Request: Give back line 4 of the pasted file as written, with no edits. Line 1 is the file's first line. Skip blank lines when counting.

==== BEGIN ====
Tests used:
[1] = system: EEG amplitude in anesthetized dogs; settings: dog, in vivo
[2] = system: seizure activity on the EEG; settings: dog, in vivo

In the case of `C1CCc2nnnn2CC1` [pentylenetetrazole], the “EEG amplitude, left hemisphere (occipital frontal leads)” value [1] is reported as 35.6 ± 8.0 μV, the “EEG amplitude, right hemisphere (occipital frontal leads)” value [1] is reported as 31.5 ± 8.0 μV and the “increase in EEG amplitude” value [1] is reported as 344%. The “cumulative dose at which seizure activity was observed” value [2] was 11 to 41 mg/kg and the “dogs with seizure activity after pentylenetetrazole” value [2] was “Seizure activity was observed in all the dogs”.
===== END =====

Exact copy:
In the case of `C1CCc2nnnn2CC1` [pentylenetetrazole], the “EEG amplitude, left hemisphere (occipital frontal leads)” value [1] is reported as 35.6 ± 8.0 μV, the “EEG amplitude, right hemisphere (occipital frontal leads)” value [1] is reported as 31.5 ± 8.0 μV and the “increase in EEG amplitude” value [1] is reported as 344%. The “cumulative dose at which seizure activity was observed” value [2] was 11 to 41 mg/kg and the “dogs with seizure activity after pentylenetetrazole” value [2] was “Seizure activity was observed in all the dogs”.